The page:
What defines home?
Place where you were born, where you grew up, where your family is. And sometimes it is the place, where your mountains are. Where you feel like nowhere in the world. When you take one breath, look around you and you know. All the pieces of the puzzles of your life get together and create this reality for you. And it’s part of you. You feel like you belong. And you do.
For last two years Chamonix became my second first home. And here I am again, this time in Orsières, at the start line, with happy nervous smile on my face, buzzing with energy and looking forward to start. OCC, little Swiss sister, I was waiting for you for two years and I fell for you straight away.
But in running just like in love and life, you encounter lows, highs, ups and downs. And you learn a lot.
That running in known environment makes such a difference.
That trail running community is the best.
That once you stuck with someone 20k in, you will be stuck together until the finish line.
That if you’re not professional trail runner, you shouldn’t enter races on monthly basis.
That you may set up your own cut offs and miss them.
That even finishing 2 hours later than planned, still can make you feel like the winner if you’re running through centre of Chamonix.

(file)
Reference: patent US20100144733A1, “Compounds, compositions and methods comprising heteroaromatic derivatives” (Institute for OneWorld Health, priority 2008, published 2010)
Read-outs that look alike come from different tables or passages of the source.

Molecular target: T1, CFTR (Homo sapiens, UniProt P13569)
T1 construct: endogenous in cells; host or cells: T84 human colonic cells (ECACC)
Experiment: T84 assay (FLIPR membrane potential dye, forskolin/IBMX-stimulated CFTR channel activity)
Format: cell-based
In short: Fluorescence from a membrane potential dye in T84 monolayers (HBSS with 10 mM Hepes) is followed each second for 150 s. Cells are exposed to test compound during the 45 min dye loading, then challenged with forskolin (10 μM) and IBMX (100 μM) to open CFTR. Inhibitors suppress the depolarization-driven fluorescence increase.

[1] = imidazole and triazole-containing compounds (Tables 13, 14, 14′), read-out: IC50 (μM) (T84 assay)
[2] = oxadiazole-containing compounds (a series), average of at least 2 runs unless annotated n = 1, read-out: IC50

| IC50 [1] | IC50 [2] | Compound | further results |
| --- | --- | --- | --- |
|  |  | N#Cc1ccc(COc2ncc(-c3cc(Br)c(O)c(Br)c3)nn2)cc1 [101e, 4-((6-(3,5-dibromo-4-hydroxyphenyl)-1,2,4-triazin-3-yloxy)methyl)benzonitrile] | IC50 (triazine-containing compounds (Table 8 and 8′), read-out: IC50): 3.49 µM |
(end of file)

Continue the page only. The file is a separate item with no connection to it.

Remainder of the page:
That UTMB is the Olympics of Trail Running.
That pure raw emotions are the best.
That you may fall apart, but get back together and fly 8k downhill loving every single stride.
That you have tears in your eyes knowing you don’t do this only for you.
That you do it for all the people who believe in you.
That no matter what, but it’s just running.
And it means the world to you.
That you will always stop and ask others if they’re doing ok.
That you don’t need the language skill to understand.
That simple smile can change the world.
That the sound of cow bells will always make you happy.
That smile from your running legend from podium feels so super special.
That people care.
That there is hope in this terrible world.
That the last UTMB finisher is taken from the finish line straight to the podium.
That it’s ok to cry, show emotions and be pathetic.
I loved my little Swiss sister finishing in my home town.
What’s next? One year to become twice the runner I’m now. As I’m hoping to see my Swiss sister next year again, but I might visit the big Italian brother first.
Well, I said it out loud finally.